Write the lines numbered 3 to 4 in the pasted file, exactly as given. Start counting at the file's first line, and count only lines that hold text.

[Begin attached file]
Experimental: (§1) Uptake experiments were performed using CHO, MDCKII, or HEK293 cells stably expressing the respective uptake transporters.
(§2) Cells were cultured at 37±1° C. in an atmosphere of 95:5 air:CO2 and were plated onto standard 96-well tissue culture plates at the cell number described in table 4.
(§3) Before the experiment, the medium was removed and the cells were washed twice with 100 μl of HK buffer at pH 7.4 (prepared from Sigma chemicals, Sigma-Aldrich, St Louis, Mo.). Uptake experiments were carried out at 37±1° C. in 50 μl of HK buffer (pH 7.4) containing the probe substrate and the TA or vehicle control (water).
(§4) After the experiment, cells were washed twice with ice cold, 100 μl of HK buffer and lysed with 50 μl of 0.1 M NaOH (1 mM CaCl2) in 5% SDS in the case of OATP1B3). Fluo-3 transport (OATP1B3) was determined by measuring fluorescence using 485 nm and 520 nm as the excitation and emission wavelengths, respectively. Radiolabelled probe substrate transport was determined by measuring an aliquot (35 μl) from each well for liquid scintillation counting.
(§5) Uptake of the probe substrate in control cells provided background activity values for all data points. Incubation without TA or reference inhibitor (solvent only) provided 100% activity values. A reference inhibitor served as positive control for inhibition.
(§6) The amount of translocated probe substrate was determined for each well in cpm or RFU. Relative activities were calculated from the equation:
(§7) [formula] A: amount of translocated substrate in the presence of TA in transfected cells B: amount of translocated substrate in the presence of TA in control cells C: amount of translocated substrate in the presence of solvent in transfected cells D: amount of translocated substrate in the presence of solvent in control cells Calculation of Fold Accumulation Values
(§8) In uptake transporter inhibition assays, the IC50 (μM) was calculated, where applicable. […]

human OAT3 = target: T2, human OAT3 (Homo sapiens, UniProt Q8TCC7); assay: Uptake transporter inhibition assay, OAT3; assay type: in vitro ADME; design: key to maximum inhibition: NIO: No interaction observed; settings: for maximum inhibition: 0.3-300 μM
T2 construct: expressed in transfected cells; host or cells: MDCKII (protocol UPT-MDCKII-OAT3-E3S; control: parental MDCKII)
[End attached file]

(§3) Before the experiment, the medium was removed and the cells were washed twice with 100 μl of HK buffer at pH 7.4 (prepared from Sigma chemicals, Sigma-Aldrich, St Louis, Mo.). Uptake experiments were carried out at 37±1° C. in 50 μl of HK buffer (pH 7.4) containing the probe substrate and the TA or vehicle control (water).
(§4) After the experiment, cells were washed twice with ice cold, 100 μl of HK buffer and lysed with 50 μl of 0.1 M NaOH (1 mM CaCl2) in 5% SDS in the case of OATP1B3). Fluo-3 transport (OATP1B3) was determined by measuring fluorescence using 485 nm and 520 nm as the excitation and emission wavelengths, respectively. Radiolabelled probe substrate transport was determined by measuring an aliquot (35 μl) from each well for liquid scintillation counting.